Online Fundraising Platforms Summoned for Discussions
Published by Elliot Green in Wonderful
Charity Fundraising Summit Meeting
Earlier this month, the Charity Commision and Fundraising Regulator held a meeting with the country's major online fundraising platforms in a bid to address issues of transparency and public perception.
The meeting, in which measures to be implemented in the future were agreed upon, saw 14 of the major online fundraising platforms (including Wonderful) represented by some of their senior representatives. It was a timely event, as concerns have been mounting within the sector and the general public about how fundraising platforms are being run, and where donations are going. There have also been questions raised about fraudulent fundraising pages set up after large scale events such as the Westminster terror attack.
Can fundraising be a business? And is that okay?
The meeting comes after astounding figures were released on the profits which were made by some fundraising platforms from donations following the terrorist attack in Manchester, which amounted to around £100,000, with profits then being increased up to £390,000 when combined with the money donated in aid of Grenfell fire.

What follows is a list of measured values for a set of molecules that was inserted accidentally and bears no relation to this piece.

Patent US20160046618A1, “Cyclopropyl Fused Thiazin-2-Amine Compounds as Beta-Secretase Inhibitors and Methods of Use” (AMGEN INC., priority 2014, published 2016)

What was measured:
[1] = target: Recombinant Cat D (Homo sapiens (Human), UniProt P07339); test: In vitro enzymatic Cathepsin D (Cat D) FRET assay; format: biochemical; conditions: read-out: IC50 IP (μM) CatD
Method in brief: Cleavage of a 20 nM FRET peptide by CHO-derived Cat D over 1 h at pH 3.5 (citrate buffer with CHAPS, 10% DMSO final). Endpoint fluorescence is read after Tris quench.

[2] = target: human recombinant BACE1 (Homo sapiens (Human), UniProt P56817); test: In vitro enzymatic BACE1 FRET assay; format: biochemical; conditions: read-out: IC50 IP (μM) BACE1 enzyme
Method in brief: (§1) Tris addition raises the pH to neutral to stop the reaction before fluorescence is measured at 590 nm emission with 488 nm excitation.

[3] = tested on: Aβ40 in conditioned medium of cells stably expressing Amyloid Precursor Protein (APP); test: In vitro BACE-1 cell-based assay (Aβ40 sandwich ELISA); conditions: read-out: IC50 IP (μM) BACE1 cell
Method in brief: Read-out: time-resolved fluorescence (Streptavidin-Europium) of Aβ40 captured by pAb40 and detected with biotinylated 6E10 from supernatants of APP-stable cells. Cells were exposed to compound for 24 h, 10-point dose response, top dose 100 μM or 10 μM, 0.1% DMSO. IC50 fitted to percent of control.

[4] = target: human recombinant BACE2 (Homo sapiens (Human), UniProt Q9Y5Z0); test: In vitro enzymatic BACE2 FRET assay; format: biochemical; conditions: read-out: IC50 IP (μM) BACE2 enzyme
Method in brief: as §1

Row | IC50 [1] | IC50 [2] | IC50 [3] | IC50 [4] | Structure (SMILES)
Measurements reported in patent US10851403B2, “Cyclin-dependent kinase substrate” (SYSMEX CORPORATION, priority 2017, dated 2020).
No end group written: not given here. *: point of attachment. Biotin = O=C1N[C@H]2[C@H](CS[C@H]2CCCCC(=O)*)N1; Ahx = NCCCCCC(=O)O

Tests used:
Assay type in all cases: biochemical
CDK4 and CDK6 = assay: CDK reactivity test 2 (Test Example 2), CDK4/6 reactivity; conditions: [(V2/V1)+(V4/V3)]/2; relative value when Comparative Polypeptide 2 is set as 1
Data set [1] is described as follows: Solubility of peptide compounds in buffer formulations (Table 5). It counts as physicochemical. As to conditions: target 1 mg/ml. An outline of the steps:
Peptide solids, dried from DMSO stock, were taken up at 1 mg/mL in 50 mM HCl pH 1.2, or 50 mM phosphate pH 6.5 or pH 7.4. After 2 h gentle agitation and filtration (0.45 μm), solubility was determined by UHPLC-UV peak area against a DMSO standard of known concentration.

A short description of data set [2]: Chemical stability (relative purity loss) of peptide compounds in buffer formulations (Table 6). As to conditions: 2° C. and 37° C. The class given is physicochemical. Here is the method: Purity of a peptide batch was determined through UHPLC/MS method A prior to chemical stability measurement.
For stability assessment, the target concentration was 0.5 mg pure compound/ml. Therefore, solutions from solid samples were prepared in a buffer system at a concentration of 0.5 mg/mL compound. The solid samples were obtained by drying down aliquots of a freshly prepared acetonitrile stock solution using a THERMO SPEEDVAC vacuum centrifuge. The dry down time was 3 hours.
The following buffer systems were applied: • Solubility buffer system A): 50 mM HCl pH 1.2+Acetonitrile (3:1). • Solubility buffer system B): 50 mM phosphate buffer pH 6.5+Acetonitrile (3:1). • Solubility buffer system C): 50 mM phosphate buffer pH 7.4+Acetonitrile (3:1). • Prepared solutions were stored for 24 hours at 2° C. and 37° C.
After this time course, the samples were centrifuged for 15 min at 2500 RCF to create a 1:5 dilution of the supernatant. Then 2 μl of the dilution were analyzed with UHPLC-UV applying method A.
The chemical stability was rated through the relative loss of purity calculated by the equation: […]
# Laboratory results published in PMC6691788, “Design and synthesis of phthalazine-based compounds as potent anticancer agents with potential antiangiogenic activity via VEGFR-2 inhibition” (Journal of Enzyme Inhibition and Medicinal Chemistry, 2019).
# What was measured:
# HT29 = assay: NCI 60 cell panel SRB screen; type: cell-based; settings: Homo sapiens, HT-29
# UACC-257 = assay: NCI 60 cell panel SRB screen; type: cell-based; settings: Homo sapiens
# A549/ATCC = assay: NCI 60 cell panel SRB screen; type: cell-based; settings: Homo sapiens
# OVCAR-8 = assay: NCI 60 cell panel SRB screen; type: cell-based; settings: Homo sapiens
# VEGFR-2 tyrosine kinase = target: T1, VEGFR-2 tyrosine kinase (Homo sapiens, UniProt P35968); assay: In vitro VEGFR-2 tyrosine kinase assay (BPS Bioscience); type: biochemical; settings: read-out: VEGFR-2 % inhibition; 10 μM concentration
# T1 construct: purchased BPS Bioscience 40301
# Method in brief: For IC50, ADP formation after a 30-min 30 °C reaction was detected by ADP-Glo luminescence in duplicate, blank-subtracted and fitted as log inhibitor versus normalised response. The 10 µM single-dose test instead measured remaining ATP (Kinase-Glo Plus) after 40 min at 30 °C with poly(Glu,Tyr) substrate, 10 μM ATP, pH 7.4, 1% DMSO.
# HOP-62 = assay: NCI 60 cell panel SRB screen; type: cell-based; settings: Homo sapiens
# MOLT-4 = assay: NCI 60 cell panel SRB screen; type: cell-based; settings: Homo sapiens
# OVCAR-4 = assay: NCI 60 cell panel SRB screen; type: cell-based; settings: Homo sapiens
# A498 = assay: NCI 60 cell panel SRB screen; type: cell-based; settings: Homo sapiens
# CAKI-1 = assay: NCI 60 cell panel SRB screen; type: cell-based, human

Events such as these are, understandably, causing people to question why some of these seemingly giving-oriented fundraising platforms were really created, and whether for-profit websites are the right choice for online fundraising. Generally, donors aren't giving their money in the hopes that it will reach the owners of the funraising sites, but rather to help worthy causes and valiant efforts all over the world.
A need for clarity and transparency
Concerns have stretched into the UK government, with parliamentarians adding their voice to the growing chorus of complaints about how some fundraising pages work. One key worry is fraudulent activity, such as the fake accounts which have sprung up following high-profile tragedies like the Manchester bombing.
Others are drawing attention to oversights being made about how funds are actually being used at the end of the process, and similarly about the fees that some platforms charge fundraisers, charities, or donors. There is a general need for more clarity and availability of information regarding what exactly is happing to donor's money.